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why is it different from the others?

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Introduction

Pink, with a slightly fruity scent: it is Ruby chocolate, which today is certified as a variety already present on the market like dark, milk and white chocolate. There Ruby variety, i.e. pink chocolate, it has been “studied” and “formulated” (which shouldn't make you think of anything chemical, on the contrary) by Swiss chocolatiers for ten years now. The precious seeds with which this particular chocolate is obtained – even if the production is decidedly secret – are found in countries such as Ecuador, Brazil, Ivory Coast. It is believed to come from a variety of cocoa called Ruby Cocoa bean, a typical red bean from which a less sweet chocolate is obtained than the white one, with a slight sour note reminiscent of red fruits, which however are not added in the preparation of pink chocolate , and therefore do not impart the same flavor or color. It is the seeds themselves that take on a more intense color after being treated and after having been deprived of fats, changing shades and turning towards a bright pink. The flavor of ruby ​​chocolate is not too sweet and has a light fruity aroma, with a slightly bitter aftertaste similar to a 60% dark chocolate.

It must be underlined that this type of chocolate, despite its particular colour, contains neither artificial flavors nor colourantsits color depends on that of the grain from which it is extracted and is maintained through the detail production process.

Did you know that…

The chocolate industry, despite constantly evolving with combinations and variations, has not produced one type of chocolate for over 80 years. Dark, milk and white were the three known varieties, and then enriched with flavourings, dried fruit, spices etc. Ruby chocolate, in fact, it is the first new type of chocolate produced in more than 80 years. There had been before him white chocolate in 1936. The first launch on the market of pink chocolate, however, occurred in January 2018 with the production of a very well-known snack, by a giant in the food industry, for Asian markets, especially Japan and South Korea.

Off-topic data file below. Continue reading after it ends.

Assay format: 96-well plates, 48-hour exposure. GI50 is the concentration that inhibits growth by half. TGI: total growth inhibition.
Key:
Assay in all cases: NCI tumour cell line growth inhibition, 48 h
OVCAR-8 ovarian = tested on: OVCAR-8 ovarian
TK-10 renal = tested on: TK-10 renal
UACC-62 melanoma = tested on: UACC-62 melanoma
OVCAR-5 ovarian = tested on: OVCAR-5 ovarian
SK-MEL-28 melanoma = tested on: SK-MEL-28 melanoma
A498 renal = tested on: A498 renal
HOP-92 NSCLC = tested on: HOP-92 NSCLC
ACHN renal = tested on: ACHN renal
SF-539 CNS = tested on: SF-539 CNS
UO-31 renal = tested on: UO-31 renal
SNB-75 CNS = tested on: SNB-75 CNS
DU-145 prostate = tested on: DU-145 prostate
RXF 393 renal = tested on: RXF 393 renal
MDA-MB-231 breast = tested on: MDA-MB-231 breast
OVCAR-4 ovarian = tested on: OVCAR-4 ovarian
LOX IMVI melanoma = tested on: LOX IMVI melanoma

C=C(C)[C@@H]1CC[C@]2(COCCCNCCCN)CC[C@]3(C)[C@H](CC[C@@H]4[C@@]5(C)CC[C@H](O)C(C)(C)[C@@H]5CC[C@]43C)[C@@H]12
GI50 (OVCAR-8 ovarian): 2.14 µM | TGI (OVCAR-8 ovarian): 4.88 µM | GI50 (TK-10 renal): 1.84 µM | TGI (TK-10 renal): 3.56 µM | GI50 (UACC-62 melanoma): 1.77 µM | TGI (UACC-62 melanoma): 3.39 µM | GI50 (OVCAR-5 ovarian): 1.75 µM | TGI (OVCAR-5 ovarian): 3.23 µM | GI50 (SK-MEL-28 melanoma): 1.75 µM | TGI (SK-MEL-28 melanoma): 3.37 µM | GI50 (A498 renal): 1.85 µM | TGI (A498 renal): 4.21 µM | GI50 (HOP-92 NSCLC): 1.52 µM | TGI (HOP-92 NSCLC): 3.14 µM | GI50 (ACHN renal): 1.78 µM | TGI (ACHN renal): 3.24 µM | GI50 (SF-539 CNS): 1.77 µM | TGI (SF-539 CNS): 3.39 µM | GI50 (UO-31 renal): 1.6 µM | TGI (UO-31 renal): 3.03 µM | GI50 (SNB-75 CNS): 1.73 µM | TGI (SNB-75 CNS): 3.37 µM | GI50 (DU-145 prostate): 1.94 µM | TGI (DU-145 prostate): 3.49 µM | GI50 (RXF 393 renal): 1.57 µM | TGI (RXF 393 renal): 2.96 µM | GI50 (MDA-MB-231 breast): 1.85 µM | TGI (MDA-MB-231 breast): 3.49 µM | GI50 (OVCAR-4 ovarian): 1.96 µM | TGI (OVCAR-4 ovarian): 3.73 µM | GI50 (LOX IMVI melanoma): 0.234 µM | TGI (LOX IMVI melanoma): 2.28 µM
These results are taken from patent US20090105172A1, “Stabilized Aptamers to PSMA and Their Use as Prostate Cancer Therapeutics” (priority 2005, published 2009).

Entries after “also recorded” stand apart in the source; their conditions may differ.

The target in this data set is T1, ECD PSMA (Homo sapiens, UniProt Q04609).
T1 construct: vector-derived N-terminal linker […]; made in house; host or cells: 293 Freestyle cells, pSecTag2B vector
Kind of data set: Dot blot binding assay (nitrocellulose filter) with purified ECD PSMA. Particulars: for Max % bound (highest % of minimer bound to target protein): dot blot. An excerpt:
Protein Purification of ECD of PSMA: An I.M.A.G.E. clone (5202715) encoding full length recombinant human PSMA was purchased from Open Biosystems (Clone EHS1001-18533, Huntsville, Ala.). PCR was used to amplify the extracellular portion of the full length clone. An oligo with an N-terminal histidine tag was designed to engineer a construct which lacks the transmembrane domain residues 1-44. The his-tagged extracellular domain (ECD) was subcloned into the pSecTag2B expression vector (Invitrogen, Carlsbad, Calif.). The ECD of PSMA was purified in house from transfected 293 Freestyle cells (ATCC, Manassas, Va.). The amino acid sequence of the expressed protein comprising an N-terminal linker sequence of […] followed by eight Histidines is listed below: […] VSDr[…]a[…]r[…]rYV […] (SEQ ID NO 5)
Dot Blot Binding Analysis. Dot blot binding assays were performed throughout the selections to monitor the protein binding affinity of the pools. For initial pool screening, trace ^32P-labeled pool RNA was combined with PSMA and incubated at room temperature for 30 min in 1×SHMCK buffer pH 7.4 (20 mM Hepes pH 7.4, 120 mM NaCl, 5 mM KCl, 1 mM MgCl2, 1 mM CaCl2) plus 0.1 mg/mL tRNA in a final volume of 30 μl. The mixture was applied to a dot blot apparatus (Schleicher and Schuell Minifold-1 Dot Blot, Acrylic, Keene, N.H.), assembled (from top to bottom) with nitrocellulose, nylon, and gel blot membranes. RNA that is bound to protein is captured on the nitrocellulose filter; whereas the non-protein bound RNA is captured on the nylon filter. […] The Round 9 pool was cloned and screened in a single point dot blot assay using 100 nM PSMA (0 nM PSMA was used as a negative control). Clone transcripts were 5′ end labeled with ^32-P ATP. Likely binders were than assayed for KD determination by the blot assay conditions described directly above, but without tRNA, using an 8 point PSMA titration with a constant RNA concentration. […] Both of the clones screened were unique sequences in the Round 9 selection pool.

Nutritional Values ​​of Pink Chocolate

Although pink chocolate has been on the market for just over three years, the average nutritional values ​​can be compared to those of dark chocolate (it is slightly more caloric). These are the average values ​​for a quantity of 100 g of Ruby chocolate:

Beneficial Properties of Pink Chocolate

As is known, cocoa is low-calorie, contains a fair quantity of vitamins, antioxidants, polyphenols and flavonoids, which characterize its beneficial profile for the health of those who eat it. For example: it fights free radicals, is a valid anti-aging remedy, fights tumors and joint problems, protects the cardiovascular system and reduces bad cholesterol.

Cocoa beans, as well as those of pink chocolate, contain a good quantity of minerals, such as iron, potassium, phosphorus and magnesium. This means that cocoa has beneficial properties such as:

It should also be underlined, however, that these are benefits brought by the consumption of cocoa, not by its processing and transformation into chocolate. We know that, to obtain the classic chocolate bar, sugars and fats (such as cocoa butter, for example) are often used, which reduce the benefits listed above.

Dark chocolate also brings many benefits.

How much chocolate to eat?

Pink chocolate, as well as dark, milk and white chocolate – with preference to the first two varieties because they are less caloric and less fatty – should be consumed in moderation. Athletes and those who lead an active lifestyle will be able to consume a slightly more generous amount. The LARN – Reference Intake Levels of Nutrients and Energy for the Italian population (IV revision) – recommend an average portion of 30 g: this is a quantity established in compliance with a sporadic or “one-off” frequency of consumption. Wanting to consume the dark chocolate every day you could be satisfied with a quantity between 5 or 15 gcorresponding to a small square of the bar.

Contraindications

Despite its beneficial properties, ruby ​​chocolate also has some contraindications. It should not be consumed in case of:

  • Direct allergy or intolerance to cocoa beans or pink chocolate components
  • Nickel allergy (chocolate contains nickel, therefore anyone with this allergy must pay particular attention)
  • Gastroesophageal reflux
  • Obesity
  • Diabetes
  • Hypoglycemia
  • Pregnancy (chocolate also contains a minimum of caffeine and should therefore be consumed in moderation by pregnant women)
  • migraine: if present in excess, serotonin favors the onset of headaches, and it is therefore inadvisable to eat chocolate, especially dark chocolate and in large quantities.
  • The presence of tyramine, phenylethylamine and serotonin could also be involved in the so-called “addiction” to chocolate which, if confirmed unequivocally, would explain the desire to eat it, which is difficult not to indulge in, for many people.
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